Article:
A remarkable blend of Old World and deep-rooted Zapotec and Mixtec traditions are gloriously at play in the cobblestone historic center of Oaxaca. You can spend days visiting the city’ 27 ornate churches – which include the Baroque Temple de Santa Domingo de Guzman and its gold-ornamented Rosario Chapel – as well as its overflowing markets. Wander the side streets around the Zocalo and browse the art galleries and craft shops, such as the Mercado de Artesanfas, which brims with embroidered clothing from the region. The Museo Regional de Oaxaca, housed in a convent from the 1600s is one of Mexico’s finest museum, tracing the development of the Oaxaca area from the Olmec period in 1200 B.C.
Oaxaca is surrounded by villages that specialize in crafts: black pottery (San Bartolo), woollen textiles (Teotitlan del Valle), and brightly painted wood carvings (Arrazola). The city is also a culinary mecca, Known for its empanadas, hot chocolate, and seven varieties of the delectable mole sauce. Sample the finest mezcal, the region’s famed smoky distilled spirit, at the atmospheric Mezcaleria los Amantes. For adventurous palates, spicy, fried chapulines – grasshoppers are another local specialty. Food appreciation classes, such as those offered through Casa de los Sabores, have become almost de rigueur for visiting food lovers.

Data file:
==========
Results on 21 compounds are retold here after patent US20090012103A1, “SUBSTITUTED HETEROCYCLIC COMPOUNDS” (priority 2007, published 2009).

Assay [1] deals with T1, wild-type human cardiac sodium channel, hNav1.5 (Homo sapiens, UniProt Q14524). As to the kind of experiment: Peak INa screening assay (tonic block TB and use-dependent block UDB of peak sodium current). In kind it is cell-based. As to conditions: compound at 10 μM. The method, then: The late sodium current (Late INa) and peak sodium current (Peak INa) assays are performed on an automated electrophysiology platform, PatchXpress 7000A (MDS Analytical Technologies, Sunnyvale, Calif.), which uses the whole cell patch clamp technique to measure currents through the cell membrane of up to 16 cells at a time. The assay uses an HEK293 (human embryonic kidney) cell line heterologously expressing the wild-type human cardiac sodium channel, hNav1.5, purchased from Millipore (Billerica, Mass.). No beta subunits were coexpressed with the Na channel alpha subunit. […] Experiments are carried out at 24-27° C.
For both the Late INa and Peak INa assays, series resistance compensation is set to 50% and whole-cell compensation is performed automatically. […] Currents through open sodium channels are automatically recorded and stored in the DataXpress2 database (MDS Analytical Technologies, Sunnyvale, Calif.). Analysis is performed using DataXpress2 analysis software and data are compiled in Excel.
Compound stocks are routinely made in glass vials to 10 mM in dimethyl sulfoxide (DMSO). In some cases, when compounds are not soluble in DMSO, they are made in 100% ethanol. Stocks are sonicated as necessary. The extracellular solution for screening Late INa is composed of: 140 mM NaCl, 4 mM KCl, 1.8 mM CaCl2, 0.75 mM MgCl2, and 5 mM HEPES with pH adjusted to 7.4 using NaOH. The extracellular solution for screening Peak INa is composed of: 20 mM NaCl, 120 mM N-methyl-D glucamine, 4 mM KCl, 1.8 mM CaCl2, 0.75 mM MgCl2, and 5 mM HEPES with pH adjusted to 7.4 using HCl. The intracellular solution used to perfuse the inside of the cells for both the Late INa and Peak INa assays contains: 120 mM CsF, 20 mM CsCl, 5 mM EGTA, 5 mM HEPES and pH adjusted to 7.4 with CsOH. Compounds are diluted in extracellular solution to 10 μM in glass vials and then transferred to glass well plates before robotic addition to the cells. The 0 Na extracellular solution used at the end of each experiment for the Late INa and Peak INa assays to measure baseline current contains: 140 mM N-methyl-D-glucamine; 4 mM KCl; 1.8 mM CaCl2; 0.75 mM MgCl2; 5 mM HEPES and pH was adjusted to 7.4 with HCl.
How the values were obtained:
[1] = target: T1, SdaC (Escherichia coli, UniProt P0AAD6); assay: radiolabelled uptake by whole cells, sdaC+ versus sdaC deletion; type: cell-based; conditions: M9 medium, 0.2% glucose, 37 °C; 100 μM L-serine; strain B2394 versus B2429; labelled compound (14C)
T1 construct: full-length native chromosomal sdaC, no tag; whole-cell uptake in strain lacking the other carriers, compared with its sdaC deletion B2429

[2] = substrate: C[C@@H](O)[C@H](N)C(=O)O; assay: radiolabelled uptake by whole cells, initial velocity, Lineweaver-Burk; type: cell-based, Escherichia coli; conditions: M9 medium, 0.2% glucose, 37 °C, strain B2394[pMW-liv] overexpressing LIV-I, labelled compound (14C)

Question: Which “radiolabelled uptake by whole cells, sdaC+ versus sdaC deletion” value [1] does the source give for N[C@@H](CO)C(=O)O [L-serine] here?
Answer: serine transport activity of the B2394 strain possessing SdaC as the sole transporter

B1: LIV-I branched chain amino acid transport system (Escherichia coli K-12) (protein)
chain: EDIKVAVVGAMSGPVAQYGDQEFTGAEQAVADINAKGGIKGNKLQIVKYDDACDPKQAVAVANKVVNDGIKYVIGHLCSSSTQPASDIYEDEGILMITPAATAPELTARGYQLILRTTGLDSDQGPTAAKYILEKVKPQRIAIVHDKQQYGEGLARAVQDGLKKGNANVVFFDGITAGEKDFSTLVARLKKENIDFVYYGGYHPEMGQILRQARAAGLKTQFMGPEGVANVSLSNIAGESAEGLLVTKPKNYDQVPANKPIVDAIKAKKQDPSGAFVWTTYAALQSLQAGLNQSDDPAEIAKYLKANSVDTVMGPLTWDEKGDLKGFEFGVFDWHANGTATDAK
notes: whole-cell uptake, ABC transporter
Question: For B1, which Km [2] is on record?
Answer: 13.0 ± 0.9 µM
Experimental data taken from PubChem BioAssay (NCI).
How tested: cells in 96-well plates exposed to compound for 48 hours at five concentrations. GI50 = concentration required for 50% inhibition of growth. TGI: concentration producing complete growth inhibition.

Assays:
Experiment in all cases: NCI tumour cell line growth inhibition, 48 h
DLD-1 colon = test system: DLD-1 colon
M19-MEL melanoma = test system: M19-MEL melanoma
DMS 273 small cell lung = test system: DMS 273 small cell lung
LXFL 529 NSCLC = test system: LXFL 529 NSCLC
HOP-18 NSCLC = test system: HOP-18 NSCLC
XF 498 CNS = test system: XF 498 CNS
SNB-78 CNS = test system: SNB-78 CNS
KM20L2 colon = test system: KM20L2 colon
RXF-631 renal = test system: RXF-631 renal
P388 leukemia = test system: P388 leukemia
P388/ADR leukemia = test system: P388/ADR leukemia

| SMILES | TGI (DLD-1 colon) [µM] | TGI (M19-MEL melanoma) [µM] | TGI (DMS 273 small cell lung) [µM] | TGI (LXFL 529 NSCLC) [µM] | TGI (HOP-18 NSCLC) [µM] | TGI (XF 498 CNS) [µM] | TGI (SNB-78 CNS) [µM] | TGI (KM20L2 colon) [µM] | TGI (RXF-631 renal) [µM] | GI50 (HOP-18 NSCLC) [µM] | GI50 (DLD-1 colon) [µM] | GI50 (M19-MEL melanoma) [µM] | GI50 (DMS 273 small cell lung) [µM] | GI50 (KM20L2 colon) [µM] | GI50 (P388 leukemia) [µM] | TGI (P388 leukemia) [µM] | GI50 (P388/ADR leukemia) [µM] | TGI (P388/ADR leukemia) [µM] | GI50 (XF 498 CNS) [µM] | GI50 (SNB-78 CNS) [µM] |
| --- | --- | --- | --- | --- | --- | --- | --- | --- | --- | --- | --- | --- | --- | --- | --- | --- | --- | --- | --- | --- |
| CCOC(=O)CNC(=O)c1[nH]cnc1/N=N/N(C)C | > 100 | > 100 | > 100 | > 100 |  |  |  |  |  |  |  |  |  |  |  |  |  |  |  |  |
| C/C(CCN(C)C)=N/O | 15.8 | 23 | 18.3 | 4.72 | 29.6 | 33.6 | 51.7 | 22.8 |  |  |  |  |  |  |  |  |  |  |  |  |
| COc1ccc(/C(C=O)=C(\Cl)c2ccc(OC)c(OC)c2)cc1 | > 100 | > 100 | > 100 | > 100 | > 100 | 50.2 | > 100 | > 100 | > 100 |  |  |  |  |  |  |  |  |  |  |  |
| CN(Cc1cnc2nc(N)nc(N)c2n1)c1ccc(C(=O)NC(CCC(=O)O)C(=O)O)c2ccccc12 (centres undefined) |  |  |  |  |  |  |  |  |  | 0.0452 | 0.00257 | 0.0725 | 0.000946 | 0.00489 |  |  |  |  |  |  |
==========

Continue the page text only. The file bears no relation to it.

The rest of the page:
One of Mexico’s most important archaeological sites lies just outside Oaxaca. Ancient Monte Alban was the center of Zapotec culture, which flourished from A.D. 300 to 800. From its Great Plaza, and more than 170 tombs, including Tomb 7, where approximately 500 pieces of gold and precious gems were found (the most prized artifacts are in the Museo Regional).
The 16th-century Convent of Santa Caterina de Siena is now the Camino Real, Oaxaca’s most elegant hotel. Guests enjoy ancient frescoes, jasmine-scented patios, and Los Lavaderos – a water fountain surrounded by 12 stone laundry basins. Another top choice: chic and minimalist Casa Oaxaca, a seven-room inn with with local art adorning its white walls. The owner, Chef Alejandro Ruiz, ingeniously updates Oaxana cuisine, served in a candlelit courtyard at the inn and as well as at a restaurant with a romantic rooftop terrace two blocks away.
WHERE: 340 miles/547 km south of Mexico City.
BEST TIME: Easter week: late Jul for Guelaguetza Dance Festival; Nov 1-2 for Day of the Dead; Dec 23 for Night of the Radishes.
EXPERIENCE: this through Experiential Travel Journeys.Please Call us or Email us.